A majority of Americans think the appointment of a special master to see what was taken in the FBI’s search of former President Trump’s Florida residence was reasonable, according to a new poll.
A new Harvard CAPS-Harris Poll survey shared exclusively with The Hill found that 58 percent of respondents felt the appointment of a special master to review what the Justice Department took from Trump’s Mar-a-Lago residence was reasonable, compared to 42 percent who said that the FBI should be trusted to sort out documents with its own filter team.
The poll also found 52 percent of respondents believed the Justice Department was using the warrant to carry out a fishing expedition to find other things they could use against the former president, compared to 48 percent who said that they believed officials were really seeking classified documents and presidential records.
The polling came one day after the Justice Department appealed a federal judge’s decision earlier this week to grant Trump’s request to appoint a special master to examine the documents for those covered by attorney-client privilege or executive privilege.
The federal judge’s decision requires the Justice Department to wait until the review by the special master is finished before it can continue using the documents taken from the search in their probe, but allows a national security review to continue.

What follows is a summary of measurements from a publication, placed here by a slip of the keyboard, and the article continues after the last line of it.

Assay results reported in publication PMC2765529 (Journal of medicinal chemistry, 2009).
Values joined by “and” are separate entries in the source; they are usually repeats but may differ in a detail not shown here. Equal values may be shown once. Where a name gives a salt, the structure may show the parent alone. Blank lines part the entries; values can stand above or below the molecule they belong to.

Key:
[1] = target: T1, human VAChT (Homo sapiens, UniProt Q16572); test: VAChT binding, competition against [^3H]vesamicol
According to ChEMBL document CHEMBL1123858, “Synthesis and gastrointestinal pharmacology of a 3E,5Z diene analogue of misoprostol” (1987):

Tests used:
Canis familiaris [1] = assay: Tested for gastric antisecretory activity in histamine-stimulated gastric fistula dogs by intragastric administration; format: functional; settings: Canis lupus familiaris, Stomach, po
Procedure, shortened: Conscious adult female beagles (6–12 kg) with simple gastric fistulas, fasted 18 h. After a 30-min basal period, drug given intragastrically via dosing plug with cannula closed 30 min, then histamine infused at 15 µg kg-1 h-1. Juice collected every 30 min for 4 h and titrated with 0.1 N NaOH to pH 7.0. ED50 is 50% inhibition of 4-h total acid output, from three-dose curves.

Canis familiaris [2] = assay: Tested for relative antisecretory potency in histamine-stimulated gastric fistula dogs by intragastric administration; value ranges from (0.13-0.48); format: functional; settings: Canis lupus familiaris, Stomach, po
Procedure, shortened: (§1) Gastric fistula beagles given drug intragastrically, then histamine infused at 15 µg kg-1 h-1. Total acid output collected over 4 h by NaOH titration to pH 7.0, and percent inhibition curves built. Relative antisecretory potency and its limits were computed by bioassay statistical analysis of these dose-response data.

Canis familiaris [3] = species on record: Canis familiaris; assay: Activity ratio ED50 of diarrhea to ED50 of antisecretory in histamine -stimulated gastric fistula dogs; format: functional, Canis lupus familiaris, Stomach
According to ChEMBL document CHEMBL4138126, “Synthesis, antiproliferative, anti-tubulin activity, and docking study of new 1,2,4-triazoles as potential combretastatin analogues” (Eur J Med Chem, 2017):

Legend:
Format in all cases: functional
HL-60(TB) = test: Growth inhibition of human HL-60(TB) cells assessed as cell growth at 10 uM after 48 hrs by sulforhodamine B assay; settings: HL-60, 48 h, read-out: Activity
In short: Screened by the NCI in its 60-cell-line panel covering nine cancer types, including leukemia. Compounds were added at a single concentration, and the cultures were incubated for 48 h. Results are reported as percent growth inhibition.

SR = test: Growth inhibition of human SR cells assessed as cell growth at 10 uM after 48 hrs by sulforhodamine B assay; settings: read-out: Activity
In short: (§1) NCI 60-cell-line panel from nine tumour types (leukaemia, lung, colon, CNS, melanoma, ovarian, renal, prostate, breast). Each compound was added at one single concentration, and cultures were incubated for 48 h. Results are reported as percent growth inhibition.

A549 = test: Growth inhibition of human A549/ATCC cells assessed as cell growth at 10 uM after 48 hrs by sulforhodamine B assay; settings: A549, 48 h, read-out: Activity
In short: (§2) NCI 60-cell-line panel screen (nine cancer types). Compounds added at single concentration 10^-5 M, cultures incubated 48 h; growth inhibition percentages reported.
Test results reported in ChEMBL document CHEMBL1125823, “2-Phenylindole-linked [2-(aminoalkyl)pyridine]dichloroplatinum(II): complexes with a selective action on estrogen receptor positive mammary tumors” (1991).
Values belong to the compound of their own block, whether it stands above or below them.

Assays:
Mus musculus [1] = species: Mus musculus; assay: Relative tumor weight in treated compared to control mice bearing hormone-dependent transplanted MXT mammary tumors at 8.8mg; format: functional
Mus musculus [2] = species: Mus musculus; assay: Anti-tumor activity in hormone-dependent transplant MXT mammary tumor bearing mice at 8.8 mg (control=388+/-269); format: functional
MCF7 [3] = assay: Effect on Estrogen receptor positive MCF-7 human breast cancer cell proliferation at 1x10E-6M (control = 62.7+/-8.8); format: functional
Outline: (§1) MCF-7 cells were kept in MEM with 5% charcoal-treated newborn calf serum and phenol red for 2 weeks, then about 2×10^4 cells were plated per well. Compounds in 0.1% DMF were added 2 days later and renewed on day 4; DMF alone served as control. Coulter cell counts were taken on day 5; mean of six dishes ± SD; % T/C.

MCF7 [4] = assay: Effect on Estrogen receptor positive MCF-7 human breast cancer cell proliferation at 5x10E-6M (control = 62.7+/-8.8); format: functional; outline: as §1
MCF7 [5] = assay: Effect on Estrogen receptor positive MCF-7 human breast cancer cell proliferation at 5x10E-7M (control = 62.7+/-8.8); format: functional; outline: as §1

Justice Department officials argued in the filing appealing the decision that the two investigations are “are inextricably intertwined” and “any delay poses significant concerns in the context of an investigation into the mishandling of classified records.”
The Justice Department also argued that “no potential assertion of executive privilege could justify restricting the Executive Branch’s review and use of the classified records at issue here.”
The Harvard CAPS-Harris Poll survey was conducted between Sept. 7-8 and surveyed 1,885 registered voters. It is a collaboration of the Center for American Political Studies at Harvard University and the Harris Poll.
The survey is an online sample drawn from the Harris Panel and weighted to reflect known demographics. As a representative online sample, it does not report a probability confidence interval.